Theat a Buffalo, New York supermarket include a church deacon, a beloved security guard and the mother of a retired fire commissioner. The victims represented a cross-section of life in the predominantly Black neighborhood.
They were gunned down by an 18-year-old white man who authorities say showed up at the store with the "express purpose" of killing Black people. Governor Kathy Hochulan act of "white supremacy terrorism." Three other people were wounded in the attack.
All but one of the people killed was over age 50, according to police.
was a beloved community member and security guard who knew the shoppers of Tops Friendly Market by name. When they came under attack from a gunman with a rifle, he sprang into action.
Salter, a retired Buffalo police officer, fired multiple times at the attacker, who was wearing an armor-plated vest. The attacker was struck at least once but the bullet didn't pierce his vest. Salter, 55, was shot and killed.
"He's a true hero, and we don't know what he prevented. There could have been more victims if not for his actions. He's been retired for several years. He's been a beloved member and employee of Tops here, working security and he went down fighting," Buffalo Police Commissioner Joseph Gramaglia said Sunday. "We're sure he saved lives yesterday."
Yvette Mack remembered Salter, the security guard, as someone who cared about the community, looked after the store and "let us know if we was right or wrong."
Mack would walk to the store to play lottery numbers and shop. She said she spoke to Salter shortly before the shooting.
"I was playing my numbers. He said 'I see you're playing your numbers!' I laughed. And he was playing his numbers too. Can you imagine seeing someone, and you don't know he's not going to go home?" she said.
Andre Mackneil, 53, of Auburn, New York, was in town visiting relatives and was picking up a surprise birthday cake for his grandson.
"He never came out with the cake," Clarissa Alston-McCutcheon said of her cousin. She said this sort of surprise was typical for him. He was "just a loving and caring guy. Loved family. Was always there for his family."
Ruth Whitfield was the 86-year-old mother of retired Buffalo Fire Commissioner Garnell Whitfield. According to family attorney, the "beloved wife, mother and grandmother was the primary caretaker of her husband and was coming back visiting him at a nursing home when she was killed in the shooting."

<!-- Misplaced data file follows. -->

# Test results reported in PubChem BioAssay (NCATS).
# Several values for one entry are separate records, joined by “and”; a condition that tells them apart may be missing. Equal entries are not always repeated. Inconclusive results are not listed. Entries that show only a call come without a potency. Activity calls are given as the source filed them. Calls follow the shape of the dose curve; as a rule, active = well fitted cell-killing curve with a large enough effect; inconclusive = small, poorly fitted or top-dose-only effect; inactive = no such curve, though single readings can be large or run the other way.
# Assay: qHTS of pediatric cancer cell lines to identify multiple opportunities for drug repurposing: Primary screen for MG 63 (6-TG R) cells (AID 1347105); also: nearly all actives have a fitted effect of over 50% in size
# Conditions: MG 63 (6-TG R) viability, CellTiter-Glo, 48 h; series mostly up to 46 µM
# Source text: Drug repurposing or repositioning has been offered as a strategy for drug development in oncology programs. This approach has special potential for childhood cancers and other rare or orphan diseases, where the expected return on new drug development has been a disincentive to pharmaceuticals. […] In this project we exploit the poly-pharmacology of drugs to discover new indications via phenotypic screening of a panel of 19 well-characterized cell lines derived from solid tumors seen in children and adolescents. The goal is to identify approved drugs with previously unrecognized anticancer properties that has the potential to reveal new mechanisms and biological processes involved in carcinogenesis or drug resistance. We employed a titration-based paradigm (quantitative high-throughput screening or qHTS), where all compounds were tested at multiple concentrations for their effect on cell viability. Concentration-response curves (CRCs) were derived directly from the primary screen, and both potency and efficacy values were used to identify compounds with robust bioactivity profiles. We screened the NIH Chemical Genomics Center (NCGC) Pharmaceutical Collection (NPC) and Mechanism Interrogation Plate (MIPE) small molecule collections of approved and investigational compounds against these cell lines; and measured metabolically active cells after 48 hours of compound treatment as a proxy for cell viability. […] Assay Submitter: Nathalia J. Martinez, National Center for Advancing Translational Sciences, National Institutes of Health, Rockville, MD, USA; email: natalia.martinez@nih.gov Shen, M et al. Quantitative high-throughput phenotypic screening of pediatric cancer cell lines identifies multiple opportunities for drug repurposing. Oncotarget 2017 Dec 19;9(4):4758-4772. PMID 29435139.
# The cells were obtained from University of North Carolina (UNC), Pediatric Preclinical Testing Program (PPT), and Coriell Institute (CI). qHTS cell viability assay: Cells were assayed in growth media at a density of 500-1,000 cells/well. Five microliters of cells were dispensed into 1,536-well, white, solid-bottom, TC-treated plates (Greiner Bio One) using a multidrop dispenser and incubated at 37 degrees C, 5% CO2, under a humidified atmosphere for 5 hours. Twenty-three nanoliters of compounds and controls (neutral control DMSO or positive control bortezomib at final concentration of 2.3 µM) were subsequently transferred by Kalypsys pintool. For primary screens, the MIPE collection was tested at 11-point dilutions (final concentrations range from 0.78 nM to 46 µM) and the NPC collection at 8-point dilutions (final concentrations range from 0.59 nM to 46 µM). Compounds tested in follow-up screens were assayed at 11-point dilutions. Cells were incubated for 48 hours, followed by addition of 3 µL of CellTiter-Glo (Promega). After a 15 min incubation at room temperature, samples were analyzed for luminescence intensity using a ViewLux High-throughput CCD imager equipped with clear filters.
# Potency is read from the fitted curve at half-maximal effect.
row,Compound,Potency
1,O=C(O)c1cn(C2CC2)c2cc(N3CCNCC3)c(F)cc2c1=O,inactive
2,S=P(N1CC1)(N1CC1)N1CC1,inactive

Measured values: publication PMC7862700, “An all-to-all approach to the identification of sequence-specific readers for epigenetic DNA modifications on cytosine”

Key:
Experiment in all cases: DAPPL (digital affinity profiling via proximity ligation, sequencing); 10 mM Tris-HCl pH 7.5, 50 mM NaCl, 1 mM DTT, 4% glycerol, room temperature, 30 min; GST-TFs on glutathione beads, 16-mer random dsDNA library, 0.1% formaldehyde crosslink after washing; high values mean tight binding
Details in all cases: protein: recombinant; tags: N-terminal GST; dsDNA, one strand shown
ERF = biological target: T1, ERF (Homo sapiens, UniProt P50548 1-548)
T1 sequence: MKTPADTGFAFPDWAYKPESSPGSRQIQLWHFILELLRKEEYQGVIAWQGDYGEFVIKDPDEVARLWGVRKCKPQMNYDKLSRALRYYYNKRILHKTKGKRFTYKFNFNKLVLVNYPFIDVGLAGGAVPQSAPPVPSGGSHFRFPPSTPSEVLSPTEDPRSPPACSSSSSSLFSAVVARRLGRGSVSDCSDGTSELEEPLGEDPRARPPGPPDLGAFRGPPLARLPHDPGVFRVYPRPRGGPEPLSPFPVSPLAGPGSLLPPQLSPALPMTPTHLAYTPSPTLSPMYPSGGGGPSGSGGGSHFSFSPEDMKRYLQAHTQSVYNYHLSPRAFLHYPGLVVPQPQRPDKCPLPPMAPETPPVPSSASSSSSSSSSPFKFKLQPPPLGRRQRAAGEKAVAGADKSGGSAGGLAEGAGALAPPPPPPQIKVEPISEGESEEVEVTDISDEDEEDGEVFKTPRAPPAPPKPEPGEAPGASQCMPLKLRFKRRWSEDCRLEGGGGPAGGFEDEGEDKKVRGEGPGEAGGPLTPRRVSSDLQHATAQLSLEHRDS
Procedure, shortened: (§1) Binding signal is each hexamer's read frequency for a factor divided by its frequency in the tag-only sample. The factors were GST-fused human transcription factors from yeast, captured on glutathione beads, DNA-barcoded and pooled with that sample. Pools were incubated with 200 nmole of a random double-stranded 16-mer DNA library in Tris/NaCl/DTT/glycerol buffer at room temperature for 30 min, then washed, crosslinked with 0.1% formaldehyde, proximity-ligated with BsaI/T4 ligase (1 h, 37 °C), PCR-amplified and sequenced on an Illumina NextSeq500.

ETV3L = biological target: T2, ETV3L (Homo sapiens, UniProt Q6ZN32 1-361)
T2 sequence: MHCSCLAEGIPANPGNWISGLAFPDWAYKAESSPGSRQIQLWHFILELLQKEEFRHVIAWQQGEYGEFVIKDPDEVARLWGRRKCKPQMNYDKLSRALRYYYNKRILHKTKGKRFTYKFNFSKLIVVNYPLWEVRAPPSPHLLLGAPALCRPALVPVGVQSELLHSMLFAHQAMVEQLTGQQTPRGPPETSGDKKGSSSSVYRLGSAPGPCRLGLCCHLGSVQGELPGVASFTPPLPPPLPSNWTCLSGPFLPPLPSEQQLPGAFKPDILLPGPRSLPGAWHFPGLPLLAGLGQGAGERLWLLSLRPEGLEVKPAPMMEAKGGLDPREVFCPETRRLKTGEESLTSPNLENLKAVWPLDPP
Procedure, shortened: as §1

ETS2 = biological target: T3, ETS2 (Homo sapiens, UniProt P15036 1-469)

"She didn't answer her phone. And the nursing home is just blocks from the scene here. Upon her not answering her phone, [I] just walked the scene here and was able to ascertain that her vehicle was in the lot here at the store," Garnell Whitfield told "CBS Mornings" on Monday.
When asked how his family is processing this news, Garnell said, "It's very difficult. This is just surreal. We are in a place that we never expected to be. My mother was the glue that held us together."
Pearl Young, 77, was a member of Good Samaritan Church of God in Christ for over 50 years, WIVB-TV reports.
James Pennington described her as someone who enjoyed being happy and enjoyed making other people happy.
"She was just a family person," Pennington said. "It was impossible to have a bad day around her.
"She was the best, man. She was like truly the best," he added. "So I would just hope that people celebrate her."
Roberta Drury had recently returned home to live with her mother, Dezzelynn McDuffie, who told The Buffalo News that the 32-year-old woman — the youngest of the people slain — had walked to Tops to pick up some groceries Saturday afternoon. Soon, McDuffie saw horrifying videos circulating on social media that appeared to show the gunman shooting her daughter just outside the store.
She had recently been helping her brother recover from a bone marrow transplant, WIVB-TV reported.
Katherine Massey was 72. Her sister, Barbara Massey, called her "a beautiful soul."
Heyward Patterson, 67, was a deacon at a nearby church. He'd gone by the church's soup kitchen before heading to the supermarket, where he offered an informal taxi service driving people home with their bags.
"From what I understand, he was assisting somebody putting their groceries in their car when he was shot and killed," said Pastor Russell Bell of State Tabernacle Church of God in Christ.
Bell said Patterson would clean the church and do anything else that was needed.
"He would meet my wife and I at the door and escort us to the office. We never required him or asked him to do it. He just did it out of love," Bell said.
Services went on as usual Sunday, but it was difficult.
"It was quite a struggle, we had to get through it and our hearts are broken," he said. "Deacon Patterson was a man who loved people. He loved the community just as much as he loved the church," he said.
Celeste Chaney, 65, was a breast cancer survivor, prompting her family to ask people to wear pink ribbons in her honor, WIVB reported. She shopped twice a month with her only son, Wayne Jones.
"No matter what's going on with your parents," Jones said, "you might be arguing or fighting. Just take the time. You never know when they're going to be gone."
Margus D. Morrison
Margus Morrison was 52 years old and from Buffalo.
Geraldine Talley was 62 years old and from Buffalo.
Update: This story has been updated to correct the names of one of the victims.
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